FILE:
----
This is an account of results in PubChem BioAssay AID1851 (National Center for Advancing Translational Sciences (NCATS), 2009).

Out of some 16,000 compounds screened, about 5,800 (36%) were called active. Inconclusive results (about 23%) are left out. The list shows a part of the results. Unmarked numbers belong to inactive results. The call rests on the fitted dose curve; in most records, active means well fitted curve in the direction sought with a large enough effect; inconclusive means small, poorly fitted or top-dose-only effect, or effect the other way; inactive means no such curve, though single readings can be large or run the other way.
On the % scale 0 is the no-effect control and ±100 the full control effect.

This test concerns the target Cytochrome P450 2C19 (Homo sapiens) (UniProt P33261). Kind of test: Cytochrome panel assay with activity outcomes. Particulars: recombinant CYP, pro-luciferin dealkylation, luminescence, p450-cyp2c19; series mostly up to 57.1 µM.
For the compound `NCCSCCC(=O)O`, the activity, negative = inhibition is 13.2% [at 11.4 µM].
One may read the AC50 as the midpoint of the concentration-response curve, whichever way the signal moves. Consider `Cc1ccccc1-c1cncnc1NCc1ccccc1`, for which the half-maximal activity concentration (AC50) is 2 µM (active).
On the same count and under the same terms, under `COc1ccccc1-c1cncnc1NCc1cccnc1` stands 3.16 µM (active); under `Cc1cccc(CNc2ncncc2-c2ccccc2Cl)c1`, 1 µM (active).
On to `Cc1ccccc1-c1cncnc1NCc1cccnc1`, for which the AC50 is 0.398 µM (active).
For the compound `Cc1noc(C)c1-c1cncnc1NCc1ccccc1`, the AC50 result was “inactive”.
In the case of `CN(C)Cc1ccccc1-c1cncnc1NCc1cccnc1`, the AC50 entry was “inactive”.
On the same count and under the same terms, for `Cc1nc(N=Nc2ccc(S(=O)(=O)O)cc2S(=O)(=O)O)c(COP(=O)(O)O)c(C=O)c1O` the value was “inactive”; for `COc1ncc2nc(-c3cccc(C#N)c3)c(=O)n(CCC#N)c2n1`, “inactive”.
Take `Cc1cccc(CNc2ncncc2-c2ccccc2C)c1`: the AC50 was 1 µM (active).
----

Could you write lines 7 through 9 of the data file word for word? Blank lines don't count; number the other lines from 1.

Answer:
On the same count and under the same terms, under `COc1ccccc1-c1cncnc1NCc1cccnc1` stands 3.16 µM (active); under `Cc1cccc(CNc2ncncc2-c2ccccc2Cl)c1`, 1 µM (active).
On to `Cc1ccccc1-c1cncnc1NCc1cccnc1`, for which the AC50 is 0.398 µM (active).
For the compound `Cc1noc(C)c1-c1cncnc1NCc1ccccc1`, the AC50 result was “inactive”.